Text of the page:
The train station Hardbrücke suffers from small platforms which create dangerous situations when trains arrive with high speeds at the station during rush hours.

What it does

The wide availability of sensor data and the new technological advances in automated movement tracking and analysis allow us to prevent the formation of human crowds in dangerous areas. An app tracks people via Bluetooth beacons, and gets supplemented by human movement data from various sources: a) video tracking and AI analysis, b) counter at staircases, c) real-time train tracking. We integrate this data and use advanced algorithms for smart traffic shaping. Crowded places are highlighted using LED strips mounted on the platforms. Moving to less crowded areas is encouraged with a discount on the train ticket. This discount is automatically integrated into the SBB and Siemens pay-as-you-ride ticketing system.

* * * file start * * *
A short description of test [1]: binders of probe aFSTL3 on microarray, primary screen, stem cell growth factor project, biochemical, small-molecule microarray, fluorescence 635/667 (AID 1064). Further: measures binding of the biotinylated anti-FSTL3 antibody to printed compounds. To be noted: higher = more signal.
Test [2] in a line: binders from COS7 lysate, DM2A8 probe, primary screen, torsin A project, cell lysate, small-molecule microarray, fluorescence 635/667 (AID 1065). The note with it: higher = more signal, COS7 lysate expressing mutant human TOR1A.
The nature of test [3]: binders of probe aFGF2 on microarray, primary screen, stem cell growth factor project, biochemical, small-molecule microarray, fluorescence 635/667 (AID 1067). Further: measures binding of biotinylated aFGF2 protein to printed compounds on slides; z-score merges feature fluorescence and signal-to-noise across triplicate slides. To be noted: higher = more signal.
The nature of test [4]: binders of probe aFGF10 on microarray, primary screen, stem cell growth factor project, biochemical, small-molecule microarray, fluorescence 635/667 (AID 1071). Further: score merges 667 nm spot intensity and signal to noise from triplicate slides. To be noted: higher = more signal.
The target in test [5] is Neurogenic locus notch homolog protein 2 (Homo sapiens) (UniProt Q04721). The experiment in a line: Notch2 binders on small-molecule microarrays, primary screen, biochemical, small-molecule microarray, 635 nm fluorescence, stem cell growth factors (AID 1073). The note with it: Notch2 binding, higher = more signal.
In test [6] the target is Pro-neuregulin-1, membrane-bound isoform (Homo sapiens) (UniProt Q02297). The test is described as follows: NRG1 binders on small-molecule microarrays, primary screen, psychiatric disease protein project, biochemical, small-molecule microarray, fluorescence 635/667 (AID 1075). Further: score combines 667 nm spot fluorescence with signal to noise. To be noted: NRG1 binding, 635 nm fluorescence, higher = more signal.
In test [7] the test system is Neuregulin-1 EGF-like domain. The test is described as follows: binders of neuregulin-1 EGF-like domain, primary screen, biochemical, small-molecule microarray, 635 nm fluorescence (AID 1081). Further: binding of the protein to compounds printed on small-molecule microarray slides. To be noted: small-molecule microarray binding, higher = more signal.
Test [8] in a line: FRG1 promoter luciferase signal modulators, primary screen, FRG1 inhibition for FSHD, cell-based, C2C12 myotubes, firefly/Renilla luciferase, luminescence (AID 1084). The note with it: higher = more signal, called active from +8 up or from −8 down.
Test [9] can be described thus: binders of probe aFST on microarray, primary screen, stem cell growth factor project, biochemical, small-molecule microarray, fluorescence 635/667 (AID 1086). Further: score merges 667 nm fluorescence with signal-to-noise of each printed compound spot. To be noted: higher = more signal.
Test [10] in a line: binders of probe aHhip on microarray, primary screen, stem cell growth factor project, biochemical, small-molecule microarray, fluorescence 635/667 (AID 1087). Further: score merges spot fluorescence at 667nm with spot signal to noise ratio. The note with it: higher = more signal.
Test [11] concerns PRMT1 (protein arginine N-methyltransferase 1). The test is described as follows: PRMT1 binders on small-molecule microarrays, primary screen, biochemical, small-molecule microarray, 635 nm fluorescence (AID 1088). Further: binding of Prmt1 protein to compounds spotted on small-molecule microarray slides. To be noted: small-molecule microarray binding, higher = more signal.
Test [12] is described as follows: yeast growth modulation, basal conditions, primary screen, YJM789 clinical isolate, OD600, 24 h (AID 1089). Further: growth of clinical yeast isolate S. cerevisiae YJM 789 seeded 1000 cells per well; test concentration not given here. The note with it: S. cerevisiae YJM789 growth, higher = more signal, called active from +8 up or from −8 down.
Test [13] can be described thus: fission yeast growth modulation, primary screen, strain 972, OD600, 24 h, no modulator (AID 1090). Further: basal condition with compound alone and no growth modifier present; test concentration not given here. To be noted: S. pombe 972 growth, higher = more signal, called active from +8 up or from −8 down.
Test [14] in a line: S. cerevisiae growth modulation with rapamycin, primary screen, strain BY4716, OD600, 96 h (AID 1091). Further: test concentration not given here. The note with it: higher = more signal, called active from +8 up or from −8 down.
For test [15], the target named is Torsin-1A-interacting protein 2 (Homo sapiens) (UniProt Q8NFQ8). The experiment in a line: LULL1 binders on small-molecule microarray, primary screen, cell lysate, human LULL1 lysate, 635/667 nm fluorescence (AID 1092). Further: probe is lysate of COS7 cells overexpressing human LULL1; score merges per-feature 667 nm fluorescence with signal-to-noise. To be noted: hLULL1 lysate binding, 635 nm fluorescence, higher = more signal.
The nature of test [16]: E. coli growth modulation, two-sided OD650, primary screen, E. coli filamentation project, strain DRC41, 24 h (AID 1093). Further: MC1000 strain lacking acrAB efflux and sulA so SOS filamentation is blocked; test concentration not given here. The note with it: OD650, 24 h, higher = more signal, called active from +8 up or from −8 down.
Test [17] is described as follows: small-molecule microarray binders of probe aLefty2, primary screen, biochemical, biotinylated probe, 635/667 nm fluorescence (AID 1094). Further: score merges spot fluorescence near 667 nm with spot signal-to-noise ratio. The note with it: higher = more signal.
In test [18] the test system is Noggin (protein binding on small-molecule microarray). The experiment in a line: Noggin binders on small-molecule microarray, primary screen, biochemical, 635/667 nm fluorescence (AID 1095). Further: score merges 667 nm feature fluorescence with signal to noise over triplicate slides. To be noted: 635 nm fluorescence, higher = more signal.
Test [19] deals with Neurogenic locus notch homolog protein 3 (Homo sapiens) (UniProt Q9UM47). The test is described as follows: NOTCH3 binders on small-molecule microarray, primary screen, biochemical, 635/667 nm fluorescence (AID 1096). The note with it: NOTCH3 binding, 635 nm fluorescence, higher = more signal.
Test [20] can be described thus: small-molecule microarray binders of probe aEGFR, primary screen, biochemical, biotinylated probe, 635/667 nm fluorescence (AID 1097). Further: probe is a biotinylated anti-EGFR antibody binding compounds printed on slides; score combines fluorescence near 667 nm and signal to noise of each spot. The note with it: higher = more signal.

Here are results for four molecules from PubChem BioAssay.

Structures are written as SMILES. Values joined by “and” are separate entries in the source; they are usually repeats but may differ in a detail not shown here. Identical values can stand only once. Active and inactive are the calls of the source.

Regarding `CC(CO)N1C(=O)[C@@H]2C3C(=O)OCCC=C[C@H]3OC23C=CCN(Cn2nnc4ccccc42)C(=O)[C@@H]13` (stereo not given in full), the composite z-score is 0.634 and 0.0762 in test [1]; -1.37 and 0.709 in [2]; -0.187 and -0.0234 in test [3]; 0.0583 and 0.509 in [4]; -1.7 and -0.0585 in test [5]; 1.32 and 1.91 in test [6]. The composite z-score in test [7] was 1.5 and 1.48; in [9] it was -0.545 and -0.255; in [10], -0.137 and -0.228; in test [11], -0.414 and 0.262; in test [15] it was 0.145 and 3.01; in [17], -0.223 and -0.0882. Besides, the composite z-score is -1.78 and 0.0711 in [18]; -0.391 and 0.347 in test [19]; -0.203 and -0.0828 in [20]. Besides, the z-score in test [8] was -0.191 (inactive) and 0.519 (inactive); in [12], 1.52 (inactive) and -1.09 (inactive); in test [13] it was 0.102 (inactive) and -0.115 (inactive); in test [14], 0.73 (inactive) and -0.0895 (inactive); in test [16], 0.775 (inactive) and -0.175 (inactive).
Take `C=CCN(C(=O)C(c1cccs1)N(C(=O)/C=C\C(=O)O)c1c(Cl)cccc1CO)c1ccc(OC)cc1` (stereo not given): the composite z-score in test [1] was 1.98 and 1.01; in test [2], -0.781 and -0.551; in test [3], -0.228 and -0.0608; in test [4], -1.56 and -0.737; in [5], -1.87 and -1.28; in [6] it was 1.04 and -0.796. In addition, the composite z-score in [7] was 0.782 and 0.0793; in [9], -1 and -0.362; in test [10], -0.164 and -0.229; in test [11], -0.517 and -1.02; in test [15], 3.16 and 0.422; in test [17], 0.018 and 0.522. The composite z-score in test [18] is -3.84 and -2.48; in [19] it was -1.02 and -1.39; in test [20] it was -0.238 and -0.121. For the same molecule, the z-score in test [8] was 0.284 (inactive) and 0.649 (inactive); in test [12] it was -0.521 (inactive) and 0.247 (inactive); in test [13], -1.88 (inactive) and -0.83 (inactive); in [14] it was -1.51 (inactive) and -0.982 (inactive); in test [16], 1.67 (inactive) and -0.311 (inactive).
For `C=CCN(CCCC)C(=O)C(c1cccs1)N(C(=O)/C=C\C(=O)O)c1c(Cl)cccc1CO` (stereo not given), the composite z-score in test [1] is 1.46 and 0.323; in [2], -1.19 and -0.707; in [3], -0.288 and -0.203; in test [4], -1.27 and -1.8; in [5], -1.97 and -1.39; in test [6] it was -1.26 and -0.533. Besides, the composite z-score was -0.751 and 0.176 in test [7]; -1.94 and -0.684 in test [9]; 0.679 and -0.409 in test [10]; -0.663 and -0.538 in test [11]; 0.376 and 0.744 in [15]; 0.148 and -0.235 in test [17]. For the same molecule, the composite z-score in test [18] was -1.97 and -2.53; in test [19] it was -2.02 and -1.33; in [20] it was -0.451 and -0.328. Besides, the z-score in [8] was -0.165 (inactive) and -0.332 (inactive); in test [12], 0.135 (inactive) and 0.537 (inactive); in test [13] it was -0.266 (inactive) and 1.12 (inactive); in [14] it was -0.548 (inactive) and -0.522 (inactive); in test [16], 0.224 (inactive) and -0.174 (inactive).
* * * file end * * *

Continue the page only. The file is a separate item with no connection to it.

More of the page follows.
How we built it

An Android app constantly reads Bluetooth beacons and transfers the data to a central server running a Flask / Python application. An HTML/JS frontend visualizes real-time movement of people and trains and the color status of the LEDs (not yet installed at Hardbrücke) which guide people away from crowded spots using green, orange, and red lights. The Python application additionally features a real-time relaying of movement data and a prototypical expert system to estimate the dangerousness of a platform area.

Challenges I ran into

Integration of unstructured data sets.

Accomplishments that I'm proud of

Integrating a variety of technologies. Team work.

What I learned

MapBox JS SDK. The necessity for smart planning in public transport. Fusing sensors from different sectors (mobility and buildings).

What's next for Traffic Shaper

Installation of real LED strips at various train stations. Integration of our app into the SBB and Siemens apps for automated ticketing (where our approach can give discounts to people walking to non-crowded spots).

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